Re: "Language-tagged strings Re: Toward easier RDF: a proposal"

Am Sa., 24. Nov. 2018 um 18:42 Uhr schrieb Andy Seaborne <

> "chat"^^xsd:string is a string of characters.
> I think of language as a bit like units 23 lb != 23 kg. and neither
> aren't 23.

This is an oversimplification, because we don't have subtypes of kilogram.
But we do have region and script codes that combine with language tags to
form a complex language tag that is a specialization of the original
language tag. It would be nice to recognize that "cat"@en and "cat"@en-US
are the same thing, whereas "cat"@en-US and "cat"@en-NZL are not. And it
would be nice to say that Resian (a specific variety of Slovene spoken in
Italy) is something different than sl-IT (standard Slovene, happen to be
written in Italy) -- BCP47 conflates these, but a (more easily extensible)
URI-based solution (by reference to, say, would support that.
And it would be nice if we could interpret "cat" as an underspecification
of either "cat"@en or "cat"@en-NZ and match them without having to explain
RDF novices that a string is not a string if it has a language, and that
New Zealand English is just as different from "generic" English as are
Scots and Vietnamese from each other. Triple-based language (region,
script, etc.) identification would be more appropriate, because we can link
them with information about the language variety intended.

> "chat"@en and "chat"@fr are different.

>   "chat" rdf:lang "en" .
>   "chat" rdf:lang "fr" .
> makes every use of "chat" both @en and @fr.

I think the only way to avoid this would be if subject literals are be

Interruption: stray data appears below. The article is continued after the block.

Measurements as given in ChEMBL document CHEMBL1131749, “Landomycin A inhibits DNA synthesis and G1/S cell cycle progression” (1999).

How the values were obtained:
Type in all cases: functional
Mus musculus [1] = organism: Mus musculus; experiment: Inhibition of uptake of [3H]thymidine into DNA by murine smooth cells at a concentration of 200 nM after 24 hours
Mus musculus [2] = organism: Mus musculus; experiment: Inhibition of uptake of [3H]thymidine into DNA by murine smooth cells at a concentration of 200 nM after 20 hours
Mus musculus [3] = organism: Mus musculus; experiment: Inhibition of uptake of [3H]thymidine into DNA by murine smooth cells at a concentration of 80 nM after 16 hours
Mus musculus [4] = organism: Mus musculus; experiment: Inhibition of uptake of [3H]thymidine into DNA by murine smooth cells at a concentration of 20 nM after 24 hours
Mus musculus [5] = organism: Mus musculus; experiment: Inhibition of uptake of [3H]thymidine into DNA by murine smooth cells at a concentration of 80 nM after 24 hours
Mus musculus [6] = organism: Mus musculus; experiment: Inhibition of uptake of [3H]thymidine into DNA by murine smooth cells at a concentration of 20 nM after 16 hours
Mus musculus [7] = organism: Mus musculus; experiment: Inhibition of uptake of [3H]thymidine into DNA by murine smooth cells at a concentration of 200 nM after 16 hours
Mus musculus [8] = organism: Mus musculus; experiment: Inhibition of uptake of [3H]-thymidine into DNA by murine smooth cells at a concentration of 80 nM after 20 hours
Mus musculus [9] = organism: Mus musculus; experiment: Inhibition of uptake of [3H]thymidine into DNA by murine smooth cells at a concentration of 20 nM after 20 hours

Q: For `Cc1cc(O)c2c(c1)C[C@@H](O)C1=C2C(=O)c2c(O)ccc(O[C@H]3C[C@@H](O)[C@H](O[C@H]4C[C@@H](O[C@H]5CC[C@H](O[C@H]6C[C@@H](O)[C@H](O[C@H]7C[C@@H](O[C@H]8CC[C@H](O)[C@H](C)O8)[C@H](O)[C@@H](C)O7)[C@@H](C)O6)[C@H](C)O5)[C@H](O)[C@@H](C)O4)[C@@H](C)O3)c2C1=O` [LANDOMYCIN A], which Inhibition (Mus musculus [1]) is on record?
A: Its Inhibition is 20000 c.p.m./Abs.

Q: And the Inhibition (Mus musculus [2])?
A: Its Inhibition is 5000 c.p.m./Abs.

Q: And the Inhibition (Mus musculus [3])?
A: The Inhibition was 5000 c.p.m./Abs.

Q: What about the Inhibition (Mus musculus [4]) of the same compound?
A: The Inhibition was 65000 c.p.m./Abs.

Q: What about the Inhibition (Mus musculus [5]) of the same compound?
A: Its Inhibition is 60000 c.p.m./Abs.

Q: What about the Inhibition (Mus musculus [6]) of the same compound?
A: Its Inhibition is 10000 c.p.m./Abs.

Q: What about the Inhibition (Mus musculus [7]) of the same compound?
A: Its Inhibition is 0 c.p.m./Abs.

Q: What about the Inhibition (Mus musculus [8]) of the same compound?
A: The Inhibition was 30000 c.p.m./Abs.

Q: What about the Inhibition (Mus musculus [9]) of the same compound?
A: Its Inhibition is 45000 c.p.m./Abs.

taken as a notational short-hand for a blank node that carries the literal
as an rdf:value. (And, in a separate step, a problem-specific bnode
skolemization routine could be provided to give it a proper URI.)

 >> I often end up adding @en to all the strings, or removing region
tags >> etc., just so I can do things more easily, which is surely a Bad
>  >> Thing.
> I don't think it is bad.

It is, because such an extra step is very hard to justify to newcomers. You
explain to them that SPARQL is actually quite intuitive if you understand
Turtle and SQL, but in the next second, you need to introduce an extra
construct just to make them match a value on real-world data. You basically
loose the next generation, because the very first thing they learn about
SPARQL or RDF is that it is a nice concept with an idiosyncratic
implementation -- and this is not the last idiosyncrasy they'll encounter.

Prof. Dr. Christian Chiarcos
Applied Computational Linguistics
Johann Wolfgang Goethe Universit├Ąt Frankfurt a. M.
60054 Frankfurt am Main, Germany

office: Robert-Mayer-Str. 10, #401b
tel: +49-(0)69-798-22463
fax: +49-(0)69-798-28931

Received on Saturday, 24 November 2018 20:17:32 UTC